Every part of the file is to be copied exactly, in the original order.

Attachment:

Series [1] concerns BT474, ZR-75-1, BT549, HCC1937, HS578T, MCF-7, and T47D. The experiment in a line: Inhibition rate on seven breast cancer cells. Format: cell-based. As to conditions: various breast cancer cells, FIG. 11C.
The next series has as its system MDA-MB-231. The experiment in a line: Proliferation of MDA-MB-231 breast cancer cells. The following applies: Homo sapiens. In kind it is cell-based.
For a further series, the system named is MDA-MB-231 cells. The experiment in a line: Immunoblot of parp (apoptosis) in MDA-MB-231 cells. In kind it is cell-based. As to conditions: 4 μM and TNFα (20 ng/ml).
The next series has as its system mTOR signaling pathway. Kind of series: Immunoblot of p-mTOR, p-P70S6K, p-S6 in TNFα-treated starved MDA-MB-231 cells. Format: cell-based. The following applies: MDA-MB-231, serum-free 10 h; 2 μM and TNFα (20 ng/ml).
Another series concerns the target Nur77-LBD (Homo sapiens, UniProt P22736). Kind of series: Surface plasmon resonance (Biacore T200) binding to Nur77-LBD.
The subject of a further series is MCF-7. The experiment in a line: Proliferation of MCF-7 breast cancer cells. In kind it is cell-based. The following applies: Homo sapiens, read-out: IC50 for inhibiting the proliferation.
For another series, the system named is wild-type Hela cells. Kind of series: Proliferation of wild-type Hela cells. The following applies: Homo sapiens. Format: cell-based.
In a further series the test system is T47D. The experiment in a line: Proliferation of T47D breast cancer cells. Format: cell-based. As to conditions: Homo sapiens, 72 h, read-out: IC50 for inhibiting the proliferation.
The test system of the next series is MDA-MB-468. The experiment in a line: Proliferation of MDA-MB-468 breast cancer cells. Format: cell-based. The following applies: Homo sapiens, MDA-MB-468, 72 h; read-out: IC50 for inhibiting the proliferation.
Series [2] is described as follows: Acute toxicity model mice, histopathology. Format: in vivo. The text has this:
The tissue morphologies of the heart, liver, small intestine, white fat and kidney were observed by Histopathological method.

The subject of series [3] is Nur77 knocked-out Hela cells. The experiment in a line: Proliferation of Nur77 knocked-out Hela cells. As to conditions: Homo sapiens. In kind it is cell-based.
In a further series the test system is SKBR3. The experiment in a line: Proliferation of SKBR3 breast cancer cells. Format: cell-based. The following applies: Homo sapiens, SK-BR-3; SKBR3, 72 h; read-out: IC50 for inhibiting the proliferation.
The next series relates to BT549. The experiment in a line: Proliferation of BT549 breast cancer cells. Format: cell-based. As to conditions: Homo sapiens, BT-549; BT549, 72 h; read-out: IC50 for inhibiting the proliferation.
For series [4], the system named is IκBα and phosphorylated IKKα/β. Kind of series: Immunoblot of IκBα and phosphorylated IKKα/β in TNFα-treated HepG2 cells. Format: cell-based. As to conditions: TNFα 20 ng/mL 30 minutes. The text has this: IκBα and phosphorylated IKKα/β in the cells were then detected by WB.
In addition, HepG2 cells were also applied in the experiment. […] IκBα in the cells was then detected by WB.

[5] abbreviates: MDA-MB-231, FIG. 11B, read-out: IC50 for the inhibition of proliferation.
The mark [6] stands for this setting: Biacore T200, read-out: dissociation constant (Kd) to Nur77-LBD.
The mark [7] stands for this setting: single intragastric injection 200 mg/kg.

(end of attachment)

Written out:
Series [1] concerns BT474, ZR-75-1, BT549, HCC1937, HS578T, MCF-7, and T47D. The experiment in a line: Inhibition rate on seven breast cancer cells. Format: cell-based. As to conditions: various breast cancer cells, FIG. 11C.
The next series has as its system MDA-MB-231. The experiment in a line: Proliferation of MDA-MB-231 breast cancer cells. The following applies: Homo sapiens. In kind it is cell-based.
For a further series, the system named is MDA-MB-231 cells. The experiment in a line: Immunoblot of parp (apoptosis) in MDA-MB-231 cells. In kind it is cell-based. As to conditions: 4 μM and TNFα (20 ng/ml).
The next series has as its system mTOR signaling pathway. Kind of series: Immunoblot of p-mTOR, p-P70S6K, p-S6 in TNFα-treated starved MDA-MB-231 cells. Format: cell-based. The following applies: MDA-MB-231, serum-free 10 h; 2 μM and TNFα (20 ng/ml).
Another series concerns the target Nur77-LBD (Homo sapiens, UniProt P22736). Kind of series: Surface plasmon resonance (Biacore T200) binding to Nur77-LBD.
The subject of a further series is MCF-7. The experiment in a line: Proliferation of MCF-7 breast cancer cells. In kind it is cell-based. The following applies: Homo sapiens, read-out: IC50 for inhibiting the proliferation.
For another series, the system named is wild-type Hela cells. Kind of series: Proliferation of wild-type Hela cells. The following applies: Homo sapiens. Format: cell-based.
In a further series the test system is T47D. The experiment in a line: Proliferation of T47D breast cancer cells. Format: cell-based. As to conditions: Homo sapiens, 72 h, read-out: IC50 for inhibiting the proliferation.
The test system of the next series is MDA-MB-468. The experiment in a line: Proliferation of MDA-MB-468 breast cancer cells. Format: cell-based. The following applies: Homo sapiens, MDA-MB-468, 72 h; read-out: IC50 for inhibiting the proliferation.
Series [2] is described as follows: Acute toxicity model mice, histopathology. Format: in vivo. The text has this:
The tissue morphologies of the heart, liver, small intestine, white fat and kidney were observed by Histopathological method.

The subject of series [3] is Nur77 knocked-out Hela cells. The experiment in a line: Proliferation of Nur77 knocked-out Hela cells. As to conditions: Homo sapiens. In kind it is cell-based.
In a further series the test system is SKBR3. The experiment in a line: Proliferation of SKBR3 breast cancer cells. Format: cell-based. The following applies: Homo sapiens, SK-BR-3; SKBR3, 72 h; read-out: IC50 for inhibiting the proliferation.
The next series relates to BT549. The experiment in a line: Proliferation of BT549 breast cancer cells. Format: cell-based. As to conditions: Homo sapiens, BT-549; BT549, 72 h; read-out: IC50 for inhibiting the proliferation.
For series [4], the system named is IκBα and phosphorylated IKKα/β. Kind of series: Immunoblot of IκBα and phosphorylated IKKα/β in TNFα-treated HepG2 cells. Format: cell-based. As to conditions: TNFα 20 ng/mL 30 minutes. The text has this: IκBα and phosphorylated IKKα/β in the cells were then detected by WB.
In addition, HepG2 cells were also applied in the experiment. […] IκBα in the cells was then detected by WB.

[5] abbreviates: MDA-MB-231, FIG. 11B, read-out: IC50 for the inhibition of proliferation.
The mark [6] stands for this setting: Biacore T200, read-out: dissociation constant (Kd) to Nur77-LBD.
The mark [7] stands for this setting: single intragastric injection 200 mg/kg.